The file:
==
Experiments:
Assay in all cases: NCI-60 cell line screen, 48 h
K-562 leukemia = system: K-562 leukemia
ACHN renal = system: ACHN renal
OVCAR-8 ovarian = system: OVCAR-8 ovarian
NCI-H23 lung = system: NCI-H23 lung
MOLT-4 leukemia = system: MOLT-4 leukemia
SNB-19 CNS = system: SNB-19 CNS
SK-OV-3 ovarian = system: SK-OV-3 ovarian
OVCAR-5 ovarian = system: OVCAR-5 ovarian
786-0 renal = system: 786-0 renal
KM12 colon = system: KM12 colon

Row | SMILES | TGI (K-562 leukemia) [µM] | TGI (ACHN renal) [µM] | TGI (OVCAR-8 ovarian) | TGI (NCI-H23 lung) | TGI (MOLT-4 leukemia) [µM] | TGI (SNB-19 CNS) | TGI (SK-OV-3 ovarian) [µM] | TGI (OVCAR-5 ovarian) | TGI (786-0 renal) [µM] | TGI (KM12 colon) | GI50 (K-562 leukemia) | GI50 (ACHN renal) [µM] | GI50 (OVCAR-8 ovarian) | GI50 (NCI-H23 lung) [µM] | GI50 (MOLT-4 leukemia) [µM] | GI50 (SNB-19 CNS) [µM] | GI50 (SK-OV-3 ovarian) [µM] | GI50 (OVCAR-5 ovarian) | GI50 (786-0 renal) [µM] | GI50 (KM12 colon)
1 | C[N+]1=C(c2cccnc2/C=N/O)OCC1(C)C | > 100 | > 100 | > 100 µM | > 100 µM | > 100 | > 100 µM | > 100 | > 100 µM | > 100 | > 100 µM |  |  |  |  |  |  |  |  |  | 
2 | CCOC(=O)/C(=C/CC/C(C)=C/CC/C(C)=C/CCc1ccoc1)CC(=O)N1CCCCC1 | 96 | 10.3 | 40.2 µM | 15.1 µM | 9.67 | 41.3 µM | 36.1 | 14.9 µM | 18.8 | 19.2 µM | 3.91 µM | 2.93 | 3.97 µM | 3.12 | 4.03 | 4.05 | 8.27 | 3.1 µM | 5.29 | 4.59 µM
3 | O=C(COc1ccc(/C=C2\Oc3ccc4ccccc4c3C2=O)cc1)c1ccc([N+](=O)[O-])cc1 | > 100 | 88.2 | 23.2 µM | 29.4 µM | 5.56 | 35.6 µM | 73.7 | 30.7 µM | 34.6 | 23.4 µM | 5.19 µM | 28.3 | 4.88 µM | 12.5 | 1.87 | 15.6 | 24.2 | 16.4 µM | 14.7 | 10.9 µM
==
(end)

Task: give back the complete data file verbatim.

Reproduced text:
Experiments:
Assay in all cases: NCI-60 cell line screen, 48 h
K-562 leukemia = system: K-562 leukemia
ACHN renal = system: ACHN renal
OVCAR-8 ovarian = system: OVCAR-8 ovarian
NCI-H23 lung = system: NCI-H23 lung
MOLT-4 leukemia = system: MOLT-4 leukemia
SNB-19 CNS = system: SNB-19 CNS
SK-OV-3 ovarian = system: SK-OV-3 ovarian
OVCAR-5 ovarian = system: OVCAR-5 ovarian
786-0 renal = system: 786-0 renal
KM12 colon = system: KM12 colon

Row | SMILES | TGI (K-562 leukemia) [µM] | TGI (ACHN renal) [µM] | TGI (OVCAR-8 ovarian) | TGI (NCI-H23 lung) | TGI (MOLT-4 leukemia) [µM] | TGI (SNB-19 CNS) | TGI (SK-OV-3 ovarian) [µM] | TGI (OVCAR-5 ovarian) | TGI (786-0 renal) [µM] | TGI (KM12 colon) | GI50 (K-562 leukemia) | GI50 (ACHN renal) [µM] | GI50 (OVCAR-8 ovarian) | GI50 (NCI-H23 lung) [µM] | GI50 (MOLT-4 leukemia) [µM] | GI50 (SNB-19 CNS) [µM] | GI50 (SK-OV-3 ovarian) [µM] | GI50 (OVCAR-5 ovarian) | GI50 (786-0 renal) [µM] | GI50 (KM12 colon)
1 | C[N+]1=C(c2cccnc2/C=N/O)OCC1(C)C | > 100 | > 100 | > 100 µM | > 100 µM | > 100 | > 100 µM | > 100 | > 100 µM | > 100 | > 100 µM |  |  |  |  |  |  |  |  |  | 
2 | CCOC(=O)/C(=C/CC/C(C)=C/CC/C(C)=C/CCc1ccoc1)CC(=O)N1CCCCC1 | 96 | 10.3 | 40.2 µM | 15.1 µM | 9.67 | 41.3 µM | 36.1 | 14.9 µM | 18.8 | 19.2 µM | 3.91 µM | 2.93 | 3.97 µM | 3.12 | 4.03 | 4.05 | 8.27 | 3.1 µM | 5.29 | 4.59 µM
3 | O=C(COc1ccc(/C=C2\Oc3ccc4ccccc4c3C2=O)cc1)c1ccc([N+](=O)[O-])cc1 | > 100 | 88.2 | 23.2 µM | 29.4 µM | 5.56 | 35.6 µM | 73.7 | 30.7 µM | 34.6 | 23.4 µM | 5.19 µM | 28.3 | 4.88 µM | 12.5 | 1.87 | 15.6 | 24.2 | 16.4 µM | 14.7 | 10.9 µM